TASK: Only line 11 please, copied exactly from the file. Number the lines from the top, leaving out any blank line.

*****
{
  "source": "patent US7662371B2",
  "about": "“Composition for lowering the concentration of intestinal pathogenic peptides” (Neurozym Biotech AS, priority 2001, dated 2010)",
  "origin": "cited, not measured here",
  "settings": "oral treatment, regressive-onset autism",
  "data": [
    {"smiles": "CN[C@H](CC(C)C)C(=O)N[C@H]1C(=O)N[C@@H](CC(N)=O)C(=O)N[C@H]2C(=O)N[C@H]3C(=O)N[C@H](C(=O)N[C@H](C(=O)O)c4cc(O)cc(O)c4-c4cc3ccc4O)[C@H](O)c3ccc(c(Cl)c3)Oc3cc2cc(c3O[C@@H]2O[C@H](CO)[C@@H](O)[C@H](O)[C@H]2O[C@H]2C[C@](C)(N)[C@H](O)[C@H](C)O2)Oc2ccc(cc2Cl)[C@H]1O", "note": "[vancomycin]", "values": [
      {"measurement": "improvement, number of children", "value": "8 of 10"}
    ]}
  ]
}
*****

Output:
}